ON A BLUSTERY WINTER AFTERNOON IN JANUARY 2005, I went to see Harold Ford Jr. in his congressional office to talk about his upcoming campaign for the U.S. Senate. He guessed he would need about $12 million for the campaign. In terms of actual hurdles, though, he expected to be more disadvantaged by being a Democrat than by being African American.
I was quietly, but completely, blown away.
Had the country changed that much? Was race not the biggest, most confusing totem on the American political horizon? I understood that in 2004 Barack Obama had been elected to the Senate. I understood about the New South. I was in Virginia when Doug Wilder became lieutenant governor, and I had covered the campaign when he became the first black governor elected in the nation's history. But even with the most generous benefit of the doubt, Ford was still talking about Tennessee, where the Ku Klux Klan was born, where Martin Luther King Jr. died, and where only two black people have ever been elected to Congress, both of them named Harold Ford.
History takes the slow boat and the long way" out. Indeed, to the extent that the South has grown increasingly hostile to Democrats for more than a generation, it was the party's positions on race and civil rights that made it so unpalatable to so many Southern whites.
Yet it was clear that Ford, a Southerner, was absolutely serious.
So how much has the country changed? This is the question of the moment as we watch the mutations in our national racial DNA triggered by Barack Obama's presidential campaign. Obama, we are reminded constantly, is a singular political talent. But he is in many ways the full flowering of a strain of up-tempo, non-grievance, American-Dream-In-Color politics. His counterparts are young, Ivy League professionals, heirs to the civil-rights movement who are determined to move beyond both the mood and the methods of their forebears.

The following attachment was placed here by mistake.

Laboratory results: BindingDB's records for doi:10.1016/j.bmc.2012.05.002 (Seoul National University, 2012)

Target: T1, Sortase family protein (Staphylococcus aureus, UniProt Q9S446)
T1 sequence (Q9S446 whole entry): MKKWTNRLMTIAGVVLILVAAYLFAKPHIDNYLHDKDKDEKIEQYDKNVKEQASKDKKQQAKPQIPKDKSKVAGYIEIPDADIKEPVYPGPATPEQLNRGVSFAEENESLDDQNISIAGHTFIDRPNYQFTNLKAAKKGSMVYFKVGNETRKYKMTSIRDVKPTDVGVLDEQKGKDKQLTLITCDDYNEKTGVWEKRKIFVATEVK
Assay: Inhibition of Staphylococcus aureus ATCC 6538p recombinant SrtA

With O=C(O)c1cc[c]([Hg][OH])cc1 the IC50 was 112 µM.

Where their predecessors went to historically black colleges and universities and often became ministers, this generation of leaders, born in the 1960s and 1970s, went to law school and began building political resumes. Ford went to Penn as an undergrad and law school at Michigan; his father studied mortuary science and went into the family's funeral-home business before going into politics.
These new leaders are not what used to be called race men. They argue, somewhat convincingly, that they don't need to concern themselves primarily with the uplift of their race. They appeal to black voters, to be sure, but to white ones as well. They talk about income inequality, not black unemployment. They rail against inadequate educational opportunities, not the endemic poverty in black neighborhoods that results. They attack globalization and outsourcing, not necessarily the loss of high-wage, low-skill manufacturing jobs that built and sustained large working- and middle-class black communities after World War II.
And they don't want to be just mayors or congressmen from majority-black districts. They want to be governors, senators, and presidents. They look like Ford, Obama, and Deval Patrick, the governor of Massachusetts. They resemble Anthony Brown, the African American lieutenant governor of Maryland, and Artur Davis, a congressman from Alabama, both of whom, like Obama, graduated from Harvard Law School. They look like the Rhodes Scholar mayor of Newark, New Jersey, Cory Booker, who is often accused of not being black enough, and like Adrian Fenty, the new mayor of Washington, D.C., who appointed the first nonblack public-schools chancellor in 40 years. They are mostly Democrats, but they also include a handful of Republicans--Michael Steele, the former lieutenant governor of Maryland, who was the unsuccessful GOP nominee for the Senate in 2006, and former Oklahoma Congressman J.C. Watts--who as a matter of ideology have been preaching that the old racial calculus ought to be a less prominent feature in our politics and our lives. …